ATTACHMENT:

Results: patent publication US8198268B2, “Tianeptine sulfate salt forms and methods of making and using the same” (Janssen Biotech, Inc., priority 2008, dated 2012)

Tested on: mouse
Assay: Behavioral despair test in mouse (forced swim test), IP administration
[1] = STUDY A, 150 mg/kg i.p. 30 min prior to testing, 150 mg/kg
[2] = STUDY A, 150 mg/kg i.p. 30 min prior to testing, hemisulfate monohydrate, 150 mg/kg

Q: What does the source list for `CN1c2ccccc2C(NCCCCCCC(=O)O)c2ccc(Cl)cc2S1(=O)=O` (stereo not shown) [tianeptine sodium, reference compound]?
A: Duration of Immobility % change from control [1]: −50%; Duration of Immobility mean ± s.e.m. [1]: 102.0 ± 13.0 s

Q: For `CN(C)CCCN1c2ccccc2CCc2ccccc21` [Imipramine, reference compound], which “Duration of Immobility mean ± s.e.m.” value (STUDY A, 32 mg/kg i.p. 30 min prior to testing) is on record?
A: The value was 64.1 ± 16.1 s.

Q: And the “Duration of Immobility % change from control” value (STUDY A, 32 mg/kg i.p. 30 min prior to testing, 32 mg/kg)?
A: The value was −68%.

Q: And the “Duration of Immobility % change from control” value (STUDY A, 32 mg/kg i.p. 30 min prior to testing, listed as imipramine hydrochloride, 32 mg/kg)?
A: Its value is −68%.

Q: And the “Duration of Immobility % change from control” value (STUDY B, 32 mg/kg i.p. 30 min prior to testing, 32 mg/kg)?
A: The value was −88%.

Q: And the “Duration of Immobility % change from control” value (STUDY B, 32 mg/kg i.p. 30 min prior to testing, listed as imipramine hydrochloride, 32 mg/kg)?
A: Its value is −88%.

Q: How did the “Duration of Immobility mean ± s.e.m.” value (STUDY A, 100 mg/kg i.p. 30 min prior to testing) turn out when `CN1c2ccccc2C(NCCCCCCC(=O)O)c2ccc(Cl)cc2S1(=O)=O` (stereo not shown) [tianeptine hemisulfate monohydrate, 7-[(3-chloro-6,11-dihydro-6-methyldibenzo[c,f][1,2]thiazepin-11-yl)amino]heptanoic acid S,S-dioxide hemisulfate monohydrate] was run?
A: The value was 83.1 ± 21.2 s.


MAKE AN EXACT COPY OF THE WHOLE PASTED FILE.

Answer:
Results: patent publication US8198268B2, “Tianeptine sulfate salt forms and methods of making and using the same” (Janssen Biotech, Inc., priority 2008, dated 2012)

Tested on: mouse
Assay: Behavioral despair test in mouse (forced swim test), IP administration
[1] = STUDY A, 150 mg/kg i.p. 30 min prior to testing, 150 mg/kg
[2] = STUDY A, 150 mg/kg i.p. 30 min prior to testing, hemisulfate monohydrate, 150 mg/kg

Q: What does the source list for `CN1c2ccccc2C(NCCCCCCC(=O)O)c2ccc(Cl)cc2S1(=O)=O` (stereo not shown) [tianeptine sodium, reference compound]?
A: Duration of Immobility % change from control [1]: −50%; Duration of Immobility mean ± s.e.m. [1]: 102.0 ± 13.0 s

Q: For `CN(C)CCCN1c2ccccc2CCc2ccccc21` [Imipramine, reference compound], which “Duration of Immobility mean ± s.e.m.” value (STUDY A, 32 mg/kg i.p. 30 min prior to testing) is on record?
A: The value was 64.1 ± 16.1 s.

Q: And the “Duration of Immobility % change from control” value (STUDY A, 32 mg/kg i.p. 30 min prior to testing, 32 mg/kg)?
A: The value was −68%.

Q: And the “Duration of Immobility % change from control” value (STUDY A, 32 mg/kg i.p. 30 min prior to testing, listed as imipramine hydrochloride, 32 mg/kg)?
A: Its value is −68%.

Q: And the “Duration of Immobility % change from control” value (STUDY B, 32 mg/kg i.p. 30 min prior to testing, 32 mg/kg)?
A: The value was −88%.

Q: And the “Duration of Immobility % change from control” value (STUDY B, 32 mg/kg i.p. 30 min prior to testing, listed as imipramine hydrochloride, 32 mg/kg)?
A: Its value is −88%.

Q: How did the “Duration of Immobility mean ± s.e.m.” value (STUDY A, 100 mg/kg i.p. 30 min prior to testing) turn out when `CN1c2ccccc2C(NCCCCCCC(=O)O)c2ccc(Cl)cc2S1(=O)=O` (stereo not shown) [tianeptine hemisulfate monohydrate, 7-[(3-chloro-6,11-dihydro-6-methyldibenzo[c,f][1,2]thiazepin-11-yl)amino]heptanoic acid S,S-dioxide hemisulfate monohydrate] was run?
A: The value was 83.1 ± 21.2 s.